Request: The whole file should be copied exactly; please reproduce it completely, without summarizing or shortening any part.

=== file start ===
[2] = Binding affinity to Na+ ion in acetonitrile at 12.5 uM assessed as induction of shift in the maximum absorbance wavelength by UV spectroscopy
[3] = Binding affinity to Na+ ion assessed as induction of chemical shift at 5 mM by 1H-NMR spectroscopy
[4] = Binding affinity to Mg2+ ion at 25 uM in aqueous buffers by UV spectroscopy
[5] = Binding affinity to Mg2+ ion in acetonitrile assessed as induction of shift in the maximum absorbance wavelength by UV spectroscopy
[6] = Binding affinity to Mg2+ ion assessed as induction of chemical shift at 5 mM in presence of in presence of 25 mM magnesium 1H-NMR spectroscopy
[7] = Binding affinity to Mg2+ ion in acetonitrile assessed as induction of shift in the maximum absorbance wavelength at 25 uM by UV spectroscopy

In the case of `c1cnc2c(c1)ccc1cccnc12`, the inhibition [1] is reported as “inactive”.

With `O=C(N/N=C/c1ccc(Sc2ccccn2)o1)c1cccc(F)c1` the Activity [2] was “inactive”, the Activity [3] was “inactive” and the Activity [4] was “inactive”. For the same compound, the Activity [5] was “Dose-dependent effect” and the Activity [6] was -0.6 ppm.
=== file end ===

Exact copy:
[2] = Binding affinity to Na+ ion in acetonitrile at 12.5 uM assessed as induction of shift in the maximum absorbance wavelength by UV spectroscopy
[3] = Binding affinity to Na+ ion assessed as induction of chemical shift at 5 mM by 1H-NMR spectroscopy
[4] = Binding affinity to Mg2+ ion at 25 uM in aqueous buffers by UV spectroscopy
[5] = Binding affinity to Mg2+ ion in acetonitrile assessed as induction of shift in the maximum absorbance wavelength by UV spectroscopy
[6] = Binding affinity to Mg2+ ion assessed as induction of chemical shift at 5 mM in presence of in presence of 25 mM magnesium 1H-NMR spectroscopy
[7] = Binding affinity to Mg2+ ion in acetonitrile assessed as induction of shift in the maximum absorbance wavelength at 25 uM by UV spectroscopy

In the case of `c1cnc2c(c1)ccc1cccnc12`, the inhibition [1] is reported as “inactive”.

With `O=C(N/N=C/c1ccc(Sc2ccccn2)o1)c1cccc(F)c1` the Activity [2] was “inactive”, the Activity [3] was “inactive” and the Activity [4] was “inactive”. For the same compound, the Activity [5] was “Dose-dependent effect” and the Activity [6] was -0.6 ppm.